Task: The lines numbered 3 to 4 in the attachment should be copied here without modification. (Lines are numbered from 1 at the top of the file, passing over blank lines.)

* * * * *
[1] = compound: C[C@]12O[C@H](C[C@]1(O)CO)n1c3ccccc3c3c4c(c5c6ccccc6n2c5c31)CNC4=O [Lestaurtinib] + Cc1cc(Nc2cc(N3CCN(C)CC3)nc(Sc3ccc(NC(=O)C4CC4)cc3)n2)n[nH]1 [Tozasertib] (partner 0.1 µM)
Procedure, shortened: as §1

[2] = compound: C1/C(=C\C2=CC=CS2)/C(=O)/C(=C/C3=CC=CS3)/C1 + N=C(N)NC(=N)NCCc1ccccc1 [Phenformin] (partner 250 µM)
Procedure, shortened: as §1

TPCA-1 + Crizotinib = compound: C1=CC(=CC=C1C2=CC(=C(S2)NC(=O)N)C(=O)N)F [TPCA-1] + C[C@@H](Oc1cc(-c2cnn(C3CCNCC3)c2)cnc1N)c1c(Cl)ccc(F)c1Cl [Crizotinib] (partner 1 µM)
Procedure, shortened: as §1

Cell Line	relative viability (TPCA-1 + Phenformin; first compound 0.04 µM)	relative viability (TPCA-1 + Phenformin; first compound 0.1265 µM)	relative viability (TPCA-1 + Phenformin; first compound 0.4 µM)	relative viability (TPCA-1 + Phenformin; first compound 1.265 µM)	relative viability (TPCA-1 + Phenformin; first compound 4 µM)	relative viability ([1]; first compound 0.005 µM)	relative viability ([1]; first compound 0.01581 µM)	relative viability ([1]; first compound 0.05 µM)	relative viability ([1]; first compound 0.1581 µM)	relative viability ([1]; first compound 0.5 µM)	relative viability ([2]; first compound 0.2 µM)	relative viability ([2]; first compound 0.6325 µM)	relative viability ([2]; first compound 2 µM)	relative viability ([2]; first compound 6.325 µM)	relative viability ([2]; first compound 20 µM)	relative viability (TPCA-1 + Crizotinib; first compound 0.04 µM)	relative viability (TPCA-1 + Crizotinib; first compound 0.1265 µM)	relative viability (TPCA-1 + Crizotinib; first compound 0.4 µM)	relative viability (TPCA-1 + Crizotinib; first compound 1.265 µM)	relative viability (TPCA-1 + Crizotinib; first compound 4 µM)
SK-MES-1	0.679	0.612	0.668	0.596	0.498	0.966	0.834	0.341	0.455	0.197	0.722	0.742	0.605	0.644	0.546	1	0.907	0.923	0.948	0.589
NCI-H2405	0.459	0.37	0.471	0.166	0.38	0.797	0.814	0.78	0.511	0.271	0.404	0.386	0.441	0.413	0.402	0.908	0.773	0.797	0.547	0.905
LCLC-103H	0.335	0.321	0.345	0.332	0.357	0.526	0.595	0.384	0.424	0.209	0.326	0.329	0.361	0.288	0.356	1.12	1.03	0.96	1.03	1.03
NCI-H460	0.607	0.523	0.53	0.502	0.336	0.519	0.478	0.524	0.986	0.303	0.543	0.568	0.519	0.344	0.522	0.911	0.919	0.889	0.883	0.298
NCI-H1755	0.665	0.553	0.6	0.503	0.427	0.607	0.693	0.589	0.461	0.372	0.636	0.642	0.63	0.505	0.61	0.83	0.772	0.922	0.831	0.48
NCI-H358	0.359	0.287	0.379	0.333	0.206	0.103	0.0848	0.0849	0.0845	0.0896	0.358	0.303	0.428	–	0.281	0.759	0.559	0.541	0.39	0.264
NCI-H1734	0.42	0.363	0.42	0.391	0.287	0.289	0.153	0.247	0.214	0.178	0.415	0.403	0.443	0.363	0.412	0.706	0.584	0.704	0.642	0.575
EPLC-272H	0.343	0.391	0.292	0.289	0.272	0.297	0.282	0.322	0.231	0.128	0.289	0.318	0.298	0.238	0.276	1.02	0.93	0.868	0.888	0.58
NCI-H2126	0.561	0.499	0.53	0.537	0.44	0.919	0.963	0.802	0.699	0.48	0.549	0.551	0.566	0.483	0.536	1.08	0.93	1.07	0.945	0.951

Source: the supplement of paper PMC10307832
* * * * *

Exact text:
[2] = compound: C1/C(=C\C2=CC=CS2)/C(=O)/C(=C/C3=CC=CS3)/C1 + N=C(N)NC(=N)NCCc1ccccc1 [Phenformin] (partner 250 µM)
Procedure, shortened: as §1